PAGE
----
orif pubic ramus plate

In lateral fracture patterns of the superior ramus, the lateral end of the plate should be fixed posterior to the acetabulum, as illustrated.

orif pubic ramus plate

Verification of screw position

The position of each screw should be verified by C-arm to prevent screw penetration into the symphysis or the acetabulum.

Lateral screw positions are verified in the obturator and the iliac wing view.

The medial screws are verified using inlet and outlet views.

orif pubic ramus plate

X-rays

After completion of internal fixation, confirm the final reduction and hardware position intraoperatively by AP, inlet and outlet radiographic imaging.

operative treatment

5. Aftercare following open reduction and fixation

Postoperative blood test

After pelvic surgery, routine hemoglobin and electrolyte check out should be performed the first day after surgery and corrected if necessary.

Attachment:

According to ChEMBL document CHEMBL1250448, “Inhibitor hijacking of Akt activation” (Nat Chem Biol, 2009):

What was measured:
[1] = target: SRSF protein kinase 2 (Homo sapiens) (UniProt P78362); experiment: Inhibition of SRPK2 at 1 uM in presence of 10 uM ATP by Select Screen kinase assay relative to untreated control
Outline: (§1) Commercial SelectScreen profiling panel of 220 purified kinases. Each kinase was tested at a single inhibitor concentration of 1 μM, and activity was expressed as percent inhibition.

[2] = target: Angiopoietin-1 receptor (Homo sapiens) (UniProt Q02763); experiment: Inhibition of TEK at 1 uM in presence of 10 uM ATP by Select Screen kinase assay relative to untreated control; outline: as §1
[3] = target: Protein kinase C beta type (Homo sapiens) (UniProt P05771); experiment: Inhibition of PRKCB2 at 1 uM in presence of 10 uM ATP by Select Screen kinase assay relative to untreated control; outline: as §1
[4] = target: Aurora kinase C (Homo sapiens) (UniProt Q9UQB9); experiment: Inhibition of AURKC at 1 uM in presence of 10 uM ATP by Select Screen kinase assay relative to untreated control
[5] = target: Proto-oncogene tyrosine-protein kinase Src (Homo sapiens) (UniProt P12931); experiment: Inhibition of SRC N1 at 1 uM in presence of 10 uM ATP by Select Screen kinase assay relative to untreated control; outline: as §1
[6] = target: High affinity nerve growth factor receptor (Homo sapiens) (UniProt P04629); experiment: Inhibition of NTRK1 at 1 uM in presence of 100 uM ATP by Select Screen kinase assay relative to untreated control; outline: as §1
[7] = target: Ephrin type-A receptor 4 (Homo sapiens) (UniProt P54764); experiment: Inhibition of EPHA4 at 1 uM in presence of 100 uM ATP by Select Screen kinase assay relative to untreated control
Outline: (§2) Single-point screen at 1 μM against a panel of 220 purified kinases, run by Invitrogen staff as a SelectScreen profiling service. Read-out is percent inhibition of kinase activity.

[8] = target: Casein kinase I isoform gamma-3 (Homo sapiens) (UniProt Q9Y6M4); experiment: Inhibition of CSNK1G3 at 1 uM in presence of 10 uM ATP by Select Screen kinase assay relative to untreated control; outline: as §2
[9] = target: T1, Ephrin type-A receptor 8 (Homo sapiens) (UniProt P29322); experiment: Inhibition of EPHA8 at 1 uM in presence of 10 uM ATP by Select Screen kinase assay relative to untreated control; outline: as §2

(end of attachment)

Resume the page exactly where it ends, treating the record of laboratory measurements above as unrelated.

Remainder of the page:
Bowel function and food

After extensile approaches in the anterior pelvis, the bowel function may be temporarily compromised. This temporary paralytic ileus generally does not need specific treatment beyond withholding food and drink until bowel function recovers.

Analgesics

Adequate analgesia is important. Non pharmacologic pain management should be considered as well (eg. local cooling and psychological support).

Anticoagulation

Prophylaxis for deep vein thrombosis (DVT) and pulmonary embolus is routine unless contraindicated. The optimal duration of DVT prophylaxis in this setting remains unproven, but in general it should be continued until the patient can actively walk (typically 4-6 weeks).

Drains

Dressings should be removed and wounds checked after 48h, with wound care according to surgeon's preference.

Wound dressing

Dressings should be removed and wounds checked after 48h, with wound care according to surgeon's preference.

Physiotherapy

The following guidelines regarding physiotherapy must be adapted to the individual patient and injury.